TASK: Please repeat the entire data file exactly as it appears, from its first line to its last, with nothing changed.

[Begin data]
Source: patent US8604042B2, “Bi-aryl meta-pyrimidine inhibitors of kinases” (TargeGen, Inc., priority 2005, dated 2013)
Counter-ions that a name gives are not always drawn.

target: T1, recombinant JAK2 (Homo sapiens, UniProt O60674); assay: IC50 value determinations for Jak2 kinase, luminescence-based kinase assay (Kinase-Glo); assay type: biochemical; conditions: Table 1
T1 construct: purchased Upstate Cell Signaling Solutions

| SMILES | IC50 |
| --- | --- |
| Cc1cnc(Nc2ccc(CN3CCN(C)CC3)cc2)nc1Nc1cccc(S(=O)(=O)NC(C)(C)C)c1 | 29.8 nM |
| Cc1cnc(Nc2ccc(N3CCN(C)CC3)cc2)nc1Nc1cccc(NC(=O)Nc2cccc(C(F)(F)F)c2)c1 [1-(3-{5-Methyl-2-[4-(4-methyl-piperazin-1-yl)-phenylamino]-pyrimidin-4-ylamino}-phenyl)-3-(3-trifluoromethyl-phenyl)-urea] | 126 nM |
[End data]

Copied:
Source: patent US8604042B2, “Bi-aryl meta-pyrimidine inhibitors of kinases” (TargeGen, Inc., priority 2005, dated 2013)
Counter-ions that a name gives are not always drawn.

target: T1, recombinant JAK2 (Homo sapiens, UniProt O60674); assay: IC50 value determinations for Jak2 kinase, luminescence-based kinase assay (Kinase-Glo); assay type: biochemical; conditions: Table 1
T1 construct: purchased Upstate Cell Signaling Solutions

| SMILES | IC50 |
| --- | --- |
| Cc1cnc(Nc2ccc(CN3CCN(C)CC3)cc2)nc1Nc1cccc(S(=O)(=O)NC(C)(C)C)c1 | 29.8 nM |
| Cc1cnc(Nc2ccc(N3CCN(C)CC3)cc2)nc1Nc1cccc(NC(=O)Nc2cccc(C(F)(F)F)c2)c1 [1-(3-{5-Methyl-2-[4-(4-methyl-piperazin-1-yl)-phenylamino]-pyrimidin-4-ylamino}-phenyl)-3-(3-trifluoromethyl-phenyl)-urea] | 126 nM |